A firsthand account of the shocking Tlatelolco Massacre, still denied by the Mexican government.
In Mexico City on the night of October 2, 1968, at least two hundred students--among thousands protesting election fraud and campaigning for university reform--were shot dead in a bloody showdown with government troops in Tlatelolco Square. Hundreds more were arrested, and imprisoned for years. Yet these events are nowhere to be found in official histories: that very night the bodies were collected and trucked away and the cobblestones washed clean, and government denial of all involvement began. To this day no one has been held accountable for the official acts of savagery.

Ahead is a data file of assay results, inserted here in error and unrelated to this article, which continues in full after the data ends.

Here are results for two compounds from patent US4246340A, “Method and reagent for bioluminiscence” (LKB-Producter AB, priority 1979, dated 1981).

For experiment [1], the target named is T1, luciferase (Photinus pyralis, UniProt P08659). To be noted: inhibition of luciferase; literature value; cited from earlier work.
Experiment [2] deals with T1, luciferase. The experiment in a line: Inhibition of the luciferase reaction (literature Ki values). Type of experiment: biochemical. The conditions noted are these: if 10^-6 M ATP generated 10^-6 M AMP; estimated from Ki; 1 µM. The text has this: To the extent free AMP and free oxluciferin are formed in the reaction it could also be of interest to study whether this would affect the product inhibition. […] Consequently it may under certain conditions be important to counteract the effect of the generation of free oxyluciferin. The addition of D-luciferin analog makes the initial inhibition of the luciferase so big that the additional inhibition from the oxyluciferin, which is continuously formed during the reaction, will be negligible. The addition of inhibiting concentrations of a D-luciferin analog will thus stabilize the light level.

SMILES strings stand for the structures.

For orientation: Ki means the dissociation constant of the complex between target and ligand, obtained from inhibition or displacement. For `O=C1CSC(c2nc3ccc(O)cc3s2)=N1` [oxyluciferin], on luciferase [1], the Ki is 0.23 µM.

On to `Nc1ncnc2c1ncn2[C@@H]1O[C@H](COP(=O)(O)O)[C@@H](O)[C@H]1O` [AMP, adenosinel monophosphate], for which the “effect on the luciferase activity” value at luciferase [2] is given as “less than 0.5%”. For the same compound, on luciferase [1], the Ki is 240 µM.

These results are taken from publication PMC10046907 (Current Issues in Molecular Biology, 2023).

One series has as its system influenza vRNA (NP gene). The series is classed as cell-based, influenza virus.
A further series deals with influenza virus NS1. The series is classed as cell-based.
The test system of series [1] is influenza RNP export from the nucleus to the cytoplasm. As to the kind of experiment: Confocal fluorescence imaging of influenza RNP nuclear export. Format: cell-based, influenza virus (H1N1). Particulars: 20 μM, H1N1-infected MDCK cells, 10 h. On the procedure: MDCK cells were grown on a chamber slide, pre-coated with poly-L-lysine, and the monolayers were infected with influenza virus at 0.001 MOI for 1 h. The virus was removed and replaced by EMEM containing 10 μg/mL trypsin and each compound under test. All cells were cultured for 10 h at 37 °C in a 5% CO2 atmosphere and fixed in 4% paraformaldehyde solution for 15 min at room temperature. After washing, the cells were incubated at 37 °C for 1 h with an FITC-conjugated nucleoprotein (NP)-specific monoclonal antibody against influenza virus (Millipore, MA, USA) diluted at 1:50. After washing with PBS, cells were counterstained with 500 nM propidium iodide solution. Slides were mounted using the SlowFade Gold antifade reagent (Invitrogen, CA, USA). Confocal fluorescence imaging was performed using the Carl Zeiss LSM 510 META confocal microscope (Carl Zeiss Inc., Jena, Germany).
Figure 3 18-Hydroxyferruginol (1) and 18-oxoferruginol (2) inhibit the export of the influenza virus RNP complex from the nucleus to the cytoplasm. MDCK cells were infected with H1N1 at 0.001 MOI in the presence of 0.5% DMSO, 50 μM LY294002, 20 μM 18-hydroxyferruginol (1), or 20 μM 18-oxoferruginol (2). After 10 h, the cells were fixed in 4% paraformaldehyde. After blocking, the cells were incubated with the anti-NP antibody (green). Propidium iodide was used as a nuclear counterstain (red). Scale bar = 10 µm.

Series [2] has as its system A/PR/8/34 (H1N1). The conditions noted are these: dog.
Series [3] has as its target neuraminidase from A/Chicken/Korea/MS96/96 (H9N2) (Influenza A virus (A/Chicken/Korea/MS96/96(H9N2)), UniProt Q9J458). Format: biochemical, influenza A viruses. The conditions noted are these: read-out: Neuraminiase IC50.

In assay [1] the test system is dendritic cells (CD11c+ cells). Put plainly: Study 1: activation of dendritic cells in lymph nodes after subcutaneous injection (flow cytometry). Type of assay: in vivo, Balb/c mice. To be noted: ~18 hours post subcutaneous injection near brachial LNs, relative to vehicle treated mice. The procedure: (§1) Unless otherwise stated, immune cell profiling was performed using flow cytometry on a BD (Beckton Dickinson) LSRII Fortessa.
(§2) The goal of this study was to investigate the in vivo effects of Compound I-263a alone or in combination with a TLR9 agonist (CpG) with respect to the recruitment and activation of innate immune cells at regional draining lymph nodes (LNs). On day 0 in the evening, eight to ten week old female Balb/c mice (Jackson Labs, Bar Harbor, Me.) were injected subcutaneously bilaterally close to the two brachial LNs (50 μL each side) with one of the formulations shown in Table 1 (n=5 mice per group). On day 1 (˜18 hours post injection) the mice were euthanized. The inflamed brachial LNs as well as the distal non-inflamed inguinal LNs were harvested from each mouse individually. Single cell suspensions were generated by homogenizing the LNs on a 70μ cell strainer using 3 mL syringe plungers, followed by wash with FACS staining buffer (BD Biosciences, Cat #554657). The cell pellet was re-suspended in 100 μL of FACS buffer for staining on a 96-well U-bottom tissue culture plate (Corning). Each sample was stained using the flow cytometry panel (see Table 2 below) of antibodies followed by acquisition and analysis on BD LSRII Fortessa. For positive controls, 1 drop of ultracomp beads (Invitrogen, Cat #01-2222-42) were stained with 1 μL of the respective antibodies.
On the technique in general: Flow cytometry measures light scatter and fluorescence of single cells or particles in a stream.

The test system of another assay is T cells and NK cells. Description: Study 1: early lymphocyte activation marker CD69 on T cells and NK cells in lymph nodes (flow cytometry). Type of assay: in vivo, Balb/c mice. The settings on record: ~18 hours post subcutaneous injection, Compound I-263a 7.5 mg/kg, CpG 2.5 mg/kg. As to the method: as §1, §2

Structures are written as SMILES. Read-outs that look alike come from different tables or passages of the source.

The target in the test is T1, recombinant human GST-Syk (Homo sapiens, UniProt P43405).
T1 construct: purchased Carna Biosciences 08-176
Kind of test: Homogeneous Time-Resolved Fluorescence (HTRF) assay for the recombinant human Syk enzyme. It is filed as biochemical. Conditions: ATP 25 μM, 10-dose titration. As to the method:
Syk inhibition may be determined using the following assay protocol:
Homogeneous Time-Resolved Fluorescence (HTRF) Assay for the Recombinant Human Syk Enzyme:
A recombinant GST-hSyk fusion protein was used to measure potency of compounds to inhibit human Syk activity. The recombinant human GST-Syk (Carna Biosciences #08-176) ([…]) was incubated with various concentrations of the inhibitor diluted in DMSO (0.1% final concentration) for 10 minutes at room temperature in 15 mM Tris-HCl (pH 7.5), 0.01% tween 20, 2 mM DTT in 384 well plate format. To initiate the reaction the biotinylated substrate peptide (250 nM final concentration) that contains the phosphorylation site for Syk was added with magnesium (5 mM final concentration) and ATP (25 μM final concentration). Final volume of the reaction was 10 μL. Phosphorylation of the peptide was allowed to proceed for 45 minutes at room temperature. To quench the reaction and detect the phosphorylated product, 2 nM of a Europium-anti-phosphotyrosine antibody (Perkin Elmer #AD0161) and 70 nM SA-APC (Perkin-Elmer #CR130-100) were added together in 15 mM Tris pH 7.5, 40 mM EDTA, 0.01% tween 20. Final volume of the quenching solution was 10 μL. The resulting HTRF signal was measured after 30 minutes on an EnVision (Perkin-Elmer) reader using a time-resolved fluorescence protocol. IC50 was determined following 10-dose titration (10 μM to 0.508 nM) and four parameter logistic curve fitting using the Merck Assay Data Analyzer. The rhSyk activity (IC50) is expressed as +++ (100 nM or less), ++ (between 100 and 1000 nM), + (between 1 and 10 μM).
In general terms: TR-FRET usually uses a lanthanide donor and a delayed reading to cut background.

One member of the crowd that night, Paco Taibo, would become an international literary figure; '68 is his account of the events of October 2, and of the student movement that preceded them, in the first English-language translation, with a new epilogue by the author. In provocative, anecdotal prose, Taibo here claims for history "one more of the many unredeemed and sleepless ghosts that live in our lands."